Construction of US $340m Rusumo Hydroelectric Project located at the border of Rwanda and Tanzania is 47% complete. The declaration was made by Rwandan Minister for Infrastructure, Amb. Claver Gatete and Tanzanian Minister for Energy, Dr Medard Kalemani, during a visit on the project site.
“We have seen that the works on the dam are at a good progress, when compared to how it was last time, and at a tunnel that will lead the water to turbines, we have seen that they have managed to overcome the challenges that had occurred, and the basic works on the powerhouse have already been finished; the electro-mechanical activities are going to start,” said Claver Gatete.
Rusumo Hydroelectric plant
The construction contract was awarded to Chinese firm CGCOC Group Ltd – Jiangxi Water & Hydropower Construction Company Ltd Joint Venture. The hydro power features a run-of-the-river design that eliminates the need for constructing a reservoir while minimizing social and environmental impacts.
There will also be a concrete gated dam with a height of 12m and a spillway structure with three water passages. The passages will be equipped with three radial gates and a two-lane road will be built on top of the dam. Water intake and the head race tunnel of the plant will be 11m-wide and 14m-high with a shotcrete and rock bolts support system.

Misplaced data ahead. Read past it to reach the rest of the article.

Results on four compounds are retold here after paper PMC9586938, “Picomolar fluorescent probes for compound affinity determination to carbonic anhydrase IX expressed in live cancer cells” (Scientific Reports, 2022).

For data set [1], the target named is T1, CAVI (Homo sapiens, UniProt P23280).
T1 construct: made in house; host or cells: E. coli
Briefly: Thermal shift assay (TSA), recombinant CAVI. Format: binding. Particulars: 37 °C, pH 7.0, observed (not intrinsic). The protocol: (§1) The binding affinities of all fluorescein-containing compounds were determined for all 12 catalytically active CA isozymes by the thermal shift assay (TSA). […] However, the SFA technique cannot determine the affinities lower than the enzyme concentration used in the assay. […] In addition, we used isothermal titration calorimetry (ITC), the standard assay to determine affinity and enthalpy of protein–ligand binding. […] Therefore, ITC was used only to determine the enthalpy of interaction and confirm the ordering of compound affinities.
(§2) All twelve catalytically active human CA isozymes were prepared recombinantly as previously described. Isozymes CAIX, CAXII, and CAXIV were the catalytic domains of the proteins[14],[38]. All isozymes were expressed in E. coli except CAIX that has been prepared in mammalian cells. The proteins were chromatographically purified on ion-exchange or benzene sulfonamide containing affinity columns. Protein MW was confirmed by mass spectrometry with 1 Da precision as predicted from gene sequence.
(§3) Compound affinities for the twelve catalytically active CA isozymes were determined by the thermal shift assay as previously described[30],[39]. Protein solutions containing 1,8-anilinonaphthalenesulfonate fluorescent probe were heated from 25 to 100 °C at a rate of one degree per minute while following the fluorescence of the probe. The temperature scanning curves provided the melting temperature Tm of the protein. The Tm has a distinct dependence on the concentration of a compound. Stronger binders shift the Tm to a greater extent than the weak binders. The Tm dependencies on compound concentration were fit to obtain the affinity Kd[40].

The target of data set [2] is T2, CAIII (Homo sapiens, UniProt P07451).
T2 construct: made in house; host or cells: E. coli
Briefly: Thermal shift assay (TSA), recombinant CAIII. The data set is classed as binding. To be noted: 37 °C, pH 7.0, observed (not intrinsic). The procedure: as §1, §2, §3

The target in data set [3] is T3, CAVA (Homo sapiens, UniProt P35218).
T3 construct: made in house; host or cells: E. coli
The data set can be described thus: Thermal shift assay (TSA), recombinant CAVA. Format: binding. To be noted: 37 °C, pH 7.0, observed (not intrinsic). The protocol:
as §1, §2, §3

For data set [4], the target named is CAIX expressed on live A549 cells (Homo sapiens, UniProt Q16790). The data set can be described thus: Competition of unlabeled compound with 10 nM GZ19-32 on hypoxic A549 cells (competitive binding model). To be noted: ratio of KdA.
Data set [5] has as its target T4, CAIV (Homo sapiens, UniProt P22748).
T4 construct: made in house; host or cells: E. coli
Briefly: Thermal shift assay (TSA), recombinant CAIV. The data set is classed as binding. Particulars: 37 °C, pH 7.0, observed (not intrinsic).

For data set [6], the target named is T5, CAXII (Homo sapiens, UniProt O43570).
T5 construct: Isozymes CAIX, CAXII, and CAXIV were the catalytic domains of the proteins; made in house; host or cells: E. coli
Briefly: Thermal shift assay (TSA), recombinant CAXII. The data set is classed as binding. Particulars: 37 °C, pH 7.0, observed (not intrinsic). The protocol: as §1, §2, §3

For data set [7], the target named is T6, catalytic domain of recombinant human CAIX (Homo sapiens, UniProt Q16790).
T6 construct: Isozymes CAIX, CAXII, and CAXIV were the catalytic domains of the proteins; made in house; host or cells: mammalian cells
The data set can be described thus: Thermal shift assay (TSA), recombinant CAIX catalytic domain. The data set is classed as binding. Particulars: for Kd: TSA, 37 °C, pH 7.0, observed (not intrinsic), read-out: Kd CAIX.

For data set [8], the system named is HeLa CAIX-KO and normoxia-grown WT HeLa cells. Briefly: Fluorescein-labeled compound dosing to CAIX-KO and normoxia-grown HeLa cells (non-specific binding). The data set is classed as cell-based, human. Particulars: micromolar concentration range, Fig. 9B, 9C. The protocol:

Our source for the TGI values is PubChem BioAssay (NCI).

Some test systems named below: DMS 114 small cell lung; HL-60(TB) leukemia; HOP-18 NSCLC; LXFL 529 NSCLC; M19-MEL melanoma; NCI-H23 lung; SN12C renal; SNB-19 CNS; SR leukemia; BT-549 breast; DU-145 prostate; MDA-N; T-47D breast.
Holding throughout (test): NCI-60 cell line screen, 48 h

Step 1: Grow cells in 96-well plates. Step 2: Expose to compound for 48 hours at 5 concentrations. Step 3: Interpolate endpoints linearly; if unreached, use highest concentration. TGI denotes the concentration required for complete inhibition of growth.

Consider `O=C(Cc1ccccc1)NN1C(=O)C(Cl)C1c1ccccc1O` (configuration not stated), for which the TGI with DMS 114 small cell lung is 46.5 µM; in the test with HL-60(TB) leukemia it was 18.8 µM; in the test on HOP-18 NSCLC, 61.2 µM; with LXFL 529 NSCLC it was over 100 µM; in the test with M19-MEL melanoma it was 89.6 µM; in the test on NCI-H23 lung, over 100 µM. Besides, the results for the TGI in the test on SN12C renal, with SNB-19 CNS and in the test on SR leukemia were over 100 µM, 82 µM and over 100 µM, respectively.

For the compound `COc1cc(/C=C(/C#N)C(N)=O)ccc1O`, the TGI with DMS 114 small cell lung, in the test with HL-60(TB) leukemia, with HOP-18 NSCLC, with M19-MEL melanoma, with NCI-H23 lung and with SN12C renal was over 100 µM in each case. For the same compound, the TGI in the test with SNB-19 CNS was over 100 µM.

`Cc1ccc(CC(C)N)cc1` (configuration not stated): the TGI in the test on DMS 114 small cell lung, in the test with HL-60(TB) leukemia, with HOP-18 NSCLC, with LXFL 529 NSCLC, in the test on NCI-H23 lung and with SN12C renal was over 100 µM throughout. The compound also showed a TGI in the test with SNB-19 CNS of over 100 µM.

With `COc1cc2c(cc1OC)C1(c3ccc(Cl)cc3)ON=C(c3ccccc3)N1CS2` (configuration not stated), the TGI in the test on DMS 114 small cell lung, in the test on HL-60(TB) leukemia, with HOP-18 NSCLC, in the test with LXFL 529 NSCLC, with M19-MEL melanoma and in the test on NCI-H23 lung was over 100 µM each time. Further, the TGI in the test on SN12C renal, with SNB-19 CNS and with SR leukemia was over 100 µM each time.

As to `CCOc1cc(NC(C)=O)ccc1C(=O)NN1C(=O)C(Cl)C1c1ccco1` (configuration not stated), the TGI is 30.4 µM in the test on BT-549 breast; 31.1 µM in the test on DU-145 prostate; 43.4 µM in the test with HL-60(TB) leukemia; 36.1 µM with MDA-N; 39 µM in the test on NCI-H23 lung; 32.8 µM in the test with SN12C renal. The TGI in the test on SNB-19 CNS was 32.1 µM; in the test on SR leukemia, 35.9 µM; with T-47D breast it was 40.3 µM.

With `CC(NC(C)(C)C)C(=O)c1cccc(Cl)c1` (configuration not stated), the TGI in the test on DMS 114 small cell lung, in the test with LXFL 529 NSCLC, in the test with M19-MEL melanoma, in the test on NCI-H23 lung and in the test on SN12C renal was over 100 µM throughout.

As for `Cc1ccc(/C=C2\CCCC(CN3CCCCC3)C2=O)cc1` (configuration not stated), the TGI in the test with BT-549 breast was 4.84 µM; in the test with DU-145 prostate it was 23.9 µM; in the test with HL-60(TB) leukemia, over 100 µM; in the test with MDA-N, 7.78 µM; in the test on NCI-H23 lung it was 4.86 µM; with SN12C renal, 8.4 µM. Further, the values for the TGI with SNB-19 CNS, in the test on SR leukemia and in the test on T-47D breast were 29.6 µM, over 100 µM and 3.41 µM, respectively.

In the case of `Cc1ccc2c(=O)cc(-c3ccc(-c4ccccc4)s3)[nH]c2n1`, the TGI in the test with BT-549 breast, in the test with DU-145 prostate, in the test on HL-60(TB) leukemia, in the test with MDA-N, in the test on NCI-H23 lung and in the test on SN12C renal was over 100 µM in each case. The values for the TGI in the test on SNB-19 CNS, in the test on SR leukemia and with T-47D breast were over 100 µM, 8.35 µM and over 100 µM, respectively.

A concrete-lined vertical surge shaft with an 8m diameter and a surge chamber with a diameter of 41m will also be constructed. The power house of the plant will have three vertical axis Kaplan turbines and three 30MW generators with 12kV output voltage. There will also be a 260m-long diversion canal with a width of 17m and a 250m-long tailrace canal with a width of 40m.
Strengthening regional power interconnection
The joint project between World Bank and the African Development Bank aims at increasing the benefiting countries by supplying power through the 80MW hydropower facility. This will generate an additional 26.6MW of power to the benefiting states while it strengthens the regional power interconnection between the countries.
During the construction, over 500 non- skilled and casual workers from Tanzania, Rwanda and Burundi would gain employment. Once completed, Rwanda will have a 4% electricity boost with 467,000 households connected to the national grid while Burundi and Tanzanian would have a 5% and 0.034% increase respectively.